Active Directory Service Accounts for Windows Containers

Users and other services may need to make authenticated connections to your applications and services so you can keep data secure and prevent unauthorized usage. Windows Active Directory (AD) domains natively support both password and certificate authentication. When you build your application or service on a Windows domain-joined host, it uses the identity of the host by default if run as Local System or Network Service. Otherwise, you may configure another AD account for authentication instead.

Although Windows Containers cannot be domain-joined, they can also take advantage of Active Directory domain identities similar to when a device is realm-joined. With Windows Server 2012 domain controllers, we introduced a new account called a Group Managed Service Account (gMSA) which was designed to be shared by services. By using Group Managed Service Accounts (gMSA), Windows Containers themselves and the services they host can be configured to use a specific gMSA as their domain identity. Any service running as Local System or Network Service will use the Windows Container's identity just like they use the domain-joined host's identity today. There is no password or certificate private key stored in the container image that could be inadvertently exposed, and the container can be redeployed to development, test, and production environments without being rebuilt to change stored passwords or certificates.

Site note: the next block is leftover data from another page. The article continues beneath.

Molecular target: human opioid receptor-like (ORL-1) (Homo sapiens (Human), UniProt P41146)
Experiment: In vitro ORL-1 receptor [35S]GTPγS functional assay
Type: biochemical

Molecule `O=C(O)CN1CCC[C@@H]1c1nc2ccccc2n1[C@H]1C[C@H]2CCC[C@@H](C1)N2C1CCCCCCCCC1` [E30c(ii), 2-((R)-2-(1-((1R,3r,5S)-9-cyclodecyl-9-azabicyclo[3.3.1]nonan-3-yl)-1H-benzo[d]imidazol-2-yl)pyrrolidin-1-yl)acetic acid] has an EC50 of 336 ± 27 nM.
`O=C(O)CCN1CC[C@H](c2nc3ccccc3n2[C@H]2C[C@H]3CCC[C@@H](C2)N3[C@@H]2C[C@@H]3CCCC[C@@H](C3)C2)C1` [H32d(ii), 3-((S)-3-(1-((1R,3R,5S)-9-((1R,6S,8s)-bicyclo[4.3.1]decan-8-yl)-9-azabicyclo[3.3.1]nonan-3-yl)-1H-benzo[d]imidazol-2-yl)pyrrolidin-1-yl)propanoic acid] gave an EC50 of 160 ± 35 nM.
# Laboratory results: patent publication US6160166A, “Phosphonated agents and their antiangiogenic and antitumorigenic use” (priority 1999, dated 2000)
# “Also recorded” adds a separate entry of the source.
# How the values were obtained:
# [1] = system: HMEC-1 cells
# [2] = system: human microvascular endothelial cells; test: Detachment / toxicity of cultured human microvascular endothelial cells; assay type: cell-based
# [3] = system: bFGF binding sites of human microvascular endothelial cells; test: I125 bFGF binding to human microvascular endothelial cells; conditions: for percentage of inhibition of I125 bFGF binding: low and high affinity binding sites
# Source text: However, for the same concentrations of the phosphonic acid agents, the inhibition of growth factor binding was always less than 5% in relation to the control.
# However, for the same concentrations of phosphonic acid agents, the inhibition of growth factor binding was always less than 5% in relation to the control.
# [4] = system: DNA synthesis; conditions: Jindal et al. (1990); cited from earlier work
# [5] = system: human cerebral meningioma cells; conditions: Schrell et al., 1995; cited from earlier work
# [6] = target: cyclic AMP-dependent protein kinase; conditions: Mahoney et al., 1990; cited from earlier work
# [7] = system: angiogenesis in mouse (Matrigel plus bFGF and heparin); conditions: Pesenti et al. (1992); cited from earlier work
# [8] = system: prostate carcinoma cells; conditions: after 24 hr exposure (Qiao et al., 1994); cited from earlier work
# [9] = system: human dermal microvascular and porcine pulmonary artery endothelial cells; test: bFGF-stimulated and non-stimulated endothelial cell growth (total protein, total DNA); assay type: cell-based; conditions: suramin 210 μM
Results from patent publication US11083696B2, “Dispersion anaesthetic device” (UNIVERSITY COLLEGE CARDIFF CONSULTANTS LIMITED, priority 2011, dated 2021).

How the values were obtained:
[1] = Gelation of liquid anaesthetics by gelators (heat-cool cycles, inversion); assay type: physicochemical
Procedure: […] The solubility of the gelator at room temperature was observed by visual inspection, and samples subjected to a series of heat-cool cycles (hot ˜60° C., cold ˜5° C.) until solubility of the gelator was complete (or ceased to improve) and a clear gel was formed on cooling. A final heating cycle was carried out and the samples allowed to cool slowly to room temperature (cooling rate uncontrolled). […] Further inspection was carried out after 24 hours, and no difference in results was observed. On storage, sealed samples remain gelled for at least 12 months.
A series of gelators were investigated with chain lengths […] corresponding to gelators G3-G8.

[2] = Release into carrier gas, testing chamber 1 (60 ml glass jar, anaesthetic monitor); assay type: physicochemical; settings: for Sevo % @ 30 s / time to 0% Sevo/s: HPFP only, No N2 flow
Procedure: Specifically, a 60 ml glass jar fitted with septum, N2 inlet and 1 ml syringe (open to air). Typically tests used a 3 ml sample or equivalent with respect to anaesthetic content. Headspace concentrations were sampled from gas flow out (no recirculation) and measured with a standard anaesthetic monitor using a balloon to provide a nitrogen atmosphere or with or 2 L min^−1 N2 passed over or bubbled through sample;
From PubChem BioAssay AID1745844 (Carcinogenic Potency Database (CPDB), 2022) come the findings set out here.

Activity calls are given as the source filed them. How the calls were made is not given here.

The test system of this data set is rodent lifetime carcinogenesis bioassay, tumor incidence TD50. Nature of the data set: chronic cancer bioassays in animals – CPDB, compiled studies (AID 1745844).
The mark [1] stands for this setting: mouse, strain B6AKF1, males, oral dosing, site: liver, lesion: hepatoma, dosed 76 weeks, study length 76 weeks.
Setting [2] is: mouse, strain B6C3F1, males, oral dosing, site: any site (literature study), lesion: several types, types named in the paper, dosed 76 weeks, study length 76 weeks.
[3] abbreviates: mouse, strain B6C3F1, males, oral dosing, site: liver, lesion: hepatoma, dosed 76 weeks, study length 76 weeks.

Glossary & References

  • Active Directory is a service used for discovery, search and replication of user, computer, and service account information on Windows.
    • Active Directory Domain Services provide a Windows Active Directory domain(s) used to authenticate computers and users.
    • Devices are domain-joined when they are a member of Active Directory domain. Domain-joined is a device state which not only provides the device with a domain computer identity, but also lights up various domain-joined services.
    • Group Managed Service Accounts , often abbreviated as gMSA, are a type of Active Directory account that makes it easy to secure services using Active Directory without sharing a password. Multiple machines or containers share the same gMSA as needed to authenticate connections between services.
  • CredentialSpec PowerShell Module - This module is used to configure Group Managed Service Accounts to be used with containers. The script module and example steps are available at windows-server-container-tools, see ServiceAccount

How it Works

Today, group Managed Service Accounts are often used to secure connections between one computer or service to another. The general steps to use one are:

  1. Create a gMSA
  2. Configure the service to run as the gMSA
  3. Give the domain-joined host running the service access to the gMSA secrets in Active Directory
  4. Allow access to gMSA on the other service such as a database or file Shares